How To Get A Job After Being Fired: 3 Steps To Success

Being fired from a job is not an easy thing to take. Whatever may be the reason for you losing the job, acknowledge the fact that it is in the past. You need to move on from what happened and find another job, which is the topic of discussion of this article. Through this article, we will have a look at how to find a job after being fired.

Here’s a question for you.

What’s the first thing you should be doing after you get fired?

If you think it is job search, then you are wrong.

Acknowledge the event and take time to recover

Your primary task should be acknowledging the facts and recovery.

Why take time to acknowledge it?

Accepting the fact that you were fired from the job makes a mental mark, helping to overcome the situation, making you realize that those things belong to the past, about which you can do nothing. Failing to acknowledge the fact that you were fired will trouble you mentally, making you overthink and feel stuck.

After being fired from a job, you should admit the facts and take time to recover. Losing a job with no faults of yours is mentally taxing. Thus, take time to let things sink in. Do not rush into job search yet.

It is vital not to take things negatively. Yes, the events that happened with you weren't positive from any perspective, but to move on for your good, you have to keep a positive mindset. Avoid anything, a friend, colleague or events, that induces negative thoughts. Being negative or surrounding yourself with negativity will only pull you down mentally, making you stuck in a rut and worse, keep you unemployed for a long time.

Hence, make sure to steer away from such things and work on recovering while having a positive mindset.

OK but how do you do it?

Speak with your close ones and share your pain and concerns. Be open about your feelings. Do not keep anything to yourself; that's the worst thing you can do. Keeping things confined to self will only make your thoughts linger over those feelings, thus, invoking bad feelings and thoughts. Communicating and sharing your pain will help to keep your mind off the unfortunate events and help to move on.

You have to accept the change, embrace it and move on to better things in life.

After recovering, you have two options to go with.

Two options after recovery time

Taking time to recover is the top priority. After which, you have got two choices:
• Continue in the same career line
• Make a change in your career

Use this break and assess what you want, whether you would continue with the same profession or take this opportunity to have a change in career.

Continuing in the same career line

This step is the most straightforward, think of it as a fresh start of your career after a small break. So, having cleared your thoughts, you should be searching for jobs available in the market that match your skill set. Work experience also plays some part in getting jobs, so put some focus on this aspect too.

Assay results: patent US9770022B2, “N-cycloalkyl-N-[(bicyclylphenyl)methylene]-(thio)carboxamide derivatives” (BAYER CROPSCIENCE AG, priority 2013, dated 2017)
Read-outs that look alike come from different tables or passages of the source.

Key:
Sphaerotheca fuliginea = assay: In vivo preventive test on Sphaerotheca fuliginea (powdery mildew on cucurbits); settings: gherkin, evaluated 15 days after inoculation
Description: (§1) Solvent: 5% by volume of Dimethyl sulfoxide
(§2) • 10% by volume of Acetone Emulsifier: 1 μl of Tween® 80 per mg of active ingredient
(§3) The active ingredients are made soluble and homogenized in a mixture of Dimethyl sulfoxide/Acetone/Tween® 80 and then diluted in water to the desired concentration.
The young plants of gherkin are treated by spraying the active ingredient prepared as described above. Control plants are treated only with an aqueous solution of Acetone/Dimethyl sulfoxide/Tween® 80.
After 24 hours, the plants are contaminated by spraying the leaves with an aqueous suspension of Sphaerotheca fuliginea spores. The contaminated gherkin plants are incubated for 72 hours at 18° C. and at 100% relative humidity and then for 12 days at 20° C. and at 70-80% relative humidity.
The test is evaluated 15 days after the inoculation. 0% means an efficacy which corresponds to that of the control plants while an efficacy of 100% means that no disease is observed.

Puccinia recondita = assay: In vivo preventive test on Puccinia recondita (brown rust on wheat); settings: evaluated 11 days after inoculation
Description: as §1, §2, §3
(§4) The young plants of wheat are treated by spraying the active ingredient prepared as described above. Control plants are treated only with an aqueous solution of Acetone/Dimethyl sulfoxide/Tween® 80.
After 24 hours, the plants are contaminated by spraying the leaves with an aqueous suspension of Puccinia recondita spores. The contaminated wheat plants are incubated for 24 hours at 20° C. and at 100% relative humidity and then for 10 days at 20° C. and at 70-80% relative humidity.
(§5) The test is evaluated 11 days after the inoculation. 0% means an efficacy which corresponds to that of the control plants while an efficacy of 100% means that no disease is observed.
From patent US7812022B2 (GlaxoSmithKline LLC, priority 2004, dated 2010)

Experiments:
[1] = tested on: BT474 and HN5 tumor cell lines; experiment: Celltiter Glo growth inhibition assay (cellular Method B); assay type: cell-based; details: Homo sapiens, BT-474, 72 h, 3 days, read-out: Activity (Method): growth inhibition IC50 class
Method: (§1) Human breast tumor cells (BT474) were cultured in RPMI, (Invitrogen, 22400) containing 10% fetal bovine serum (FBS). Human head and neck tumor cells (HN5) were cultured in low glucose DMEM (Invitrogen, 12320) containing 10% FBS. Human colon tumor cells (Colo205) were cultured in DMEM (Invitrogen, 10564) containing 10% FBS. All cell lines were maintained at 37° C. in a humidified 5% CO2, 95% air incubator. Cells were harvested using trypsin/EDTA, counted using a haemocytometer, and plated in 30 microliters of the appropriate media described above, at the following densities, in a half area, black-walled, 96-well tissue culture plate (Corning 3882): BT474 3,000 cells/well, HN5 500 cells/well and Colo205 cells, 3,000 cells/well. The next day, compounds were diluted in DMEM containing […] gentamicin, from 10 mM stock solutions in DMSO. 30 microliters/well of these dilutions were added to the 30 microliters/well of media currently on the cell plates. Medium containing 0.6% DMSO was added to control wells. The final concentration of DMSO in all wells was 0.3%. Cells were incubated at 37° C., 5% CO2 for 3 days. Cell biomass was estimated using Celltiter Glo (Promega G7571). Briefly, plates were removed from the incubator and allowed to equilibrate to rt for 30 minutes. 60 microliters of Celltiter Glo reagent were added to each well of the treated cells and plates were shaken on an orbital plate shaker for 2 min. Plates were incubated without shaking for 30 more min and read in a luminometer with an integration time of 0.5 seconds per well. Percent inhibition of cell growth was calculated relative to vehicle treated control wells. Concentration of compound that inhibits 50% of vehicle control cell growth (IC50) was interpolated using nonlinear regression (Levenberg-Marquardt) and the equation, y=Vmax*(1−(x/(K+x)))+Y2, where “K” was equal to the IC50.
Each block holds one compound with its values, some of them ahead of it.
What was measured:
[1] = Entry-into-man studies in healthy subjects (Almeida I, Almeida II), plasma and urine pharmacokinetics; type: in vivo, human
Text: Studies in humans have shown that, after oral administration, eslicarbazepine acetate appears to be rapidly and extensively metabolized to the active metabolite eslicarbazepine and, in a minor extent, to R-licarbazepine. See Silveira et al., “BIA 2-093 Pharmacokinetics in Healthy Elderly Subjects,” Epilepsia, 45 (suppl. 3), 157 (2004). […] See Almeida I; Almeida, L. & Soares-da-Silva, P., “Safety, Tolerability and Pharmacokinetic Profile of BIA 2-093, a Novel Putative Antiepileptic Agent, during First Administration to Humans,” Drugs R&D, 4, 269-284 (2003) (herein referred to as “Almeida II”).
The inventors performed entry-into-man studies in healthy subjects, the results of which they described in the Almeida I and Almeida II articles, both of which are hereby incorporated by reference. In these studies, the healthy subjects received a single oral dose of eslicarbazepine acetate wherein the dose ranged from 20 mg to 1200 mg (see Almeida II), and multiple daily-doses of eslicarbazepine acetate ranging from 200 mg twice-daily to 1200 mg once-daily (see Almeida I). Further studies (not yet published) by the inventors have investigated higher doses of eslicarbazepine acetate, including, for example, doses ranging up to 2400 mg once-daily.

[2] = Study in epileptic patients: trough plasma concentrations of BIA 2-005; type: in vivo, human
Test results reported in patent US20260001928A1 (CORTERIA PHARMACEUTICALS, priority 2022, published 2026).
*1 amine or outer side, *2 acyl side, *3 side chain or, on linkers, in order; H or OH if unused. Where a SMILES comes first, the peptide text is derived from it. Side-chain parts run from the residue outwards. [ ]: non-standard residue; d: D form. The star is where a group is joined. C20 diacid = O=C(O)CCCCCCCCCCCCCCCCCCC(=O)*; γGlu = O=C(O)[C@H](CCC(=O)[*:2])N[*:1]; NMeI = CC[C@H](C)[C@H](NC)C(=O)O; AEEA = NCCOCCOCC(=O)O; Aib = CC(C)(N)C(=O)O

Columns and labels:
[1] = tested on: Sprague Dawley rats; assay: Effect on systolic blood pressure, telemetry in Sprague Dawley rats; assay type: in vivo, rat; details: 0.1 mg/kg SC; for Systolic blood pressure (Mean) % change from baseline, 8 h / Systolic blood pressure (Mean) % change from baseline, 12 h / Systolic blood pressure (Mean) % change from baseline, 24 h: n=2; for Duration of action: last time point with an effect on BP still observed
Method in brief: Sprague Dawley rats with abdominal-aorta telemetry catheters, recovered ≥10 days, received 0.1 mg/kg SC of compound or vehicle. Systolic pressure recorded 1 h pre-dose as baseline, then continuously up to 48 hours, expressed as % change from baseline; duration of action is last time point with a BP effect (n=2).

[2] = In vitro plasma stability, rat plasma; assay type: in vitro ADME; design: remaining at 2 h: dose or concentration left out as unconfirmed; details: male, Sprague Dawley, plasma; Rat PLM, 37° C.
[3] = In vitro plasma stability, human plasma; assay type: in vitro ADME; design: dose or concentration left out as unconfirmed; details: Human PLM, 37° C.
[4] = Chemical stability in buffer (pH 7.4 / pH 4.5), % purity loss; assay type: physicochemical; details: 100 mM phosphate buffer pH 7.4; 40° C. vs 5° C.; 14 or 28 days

You could even take time and learn some relevant skills or gain experience that will help you freshen up things in your resume.

Most people opt to find jobs in the same line of work as previously they were employed in. It allows for, possibly, faster employment with least concern for adaptation to the type of work and the environment.

Changing careers

After getting fired, some individuals decide to pursue a different career. Not everyone begins their career in the field they initially wanted; thus, some use this opportunity to work and achieve what they desire.

However, you have to understand that it might lead to you being unemployed for considerable time based on your learning time, the type of work you are looking at, its availability and demand.

That said, if you have made your mind to change careers, the next is to prepare yourself for the task. The change in career will demand a different set of skills and experience from you. Thus, to be successfully able to achieve this transition, you will have to develop yourself accordingly. You have to learn new skills, gain experience being a part of new and different environments to aid you in making the career change without too many hiccups and shortcomings.

With changing careers, you might have a more extended unemployed period. If it is not something you can afford to do, you should start searching for work, continuing in the same line of work. If you can afford some time without employment in pursuit of your desire, do not hesitate to change careers.

Changing careers demands considerable effort and time from you so be prepared mentally in this regard. The amount of effort and things to learn depends on the degree of variation in both works and your base knowledge of the new job.

Though considerably harder, changing careers and doing something you love could be the thing that makes you truly happy after being fired (a blessing in disguise).

Searching for jobs

Between being fired from a job and starting as a fresher, there are subtle differences when it comes to searching for jobs.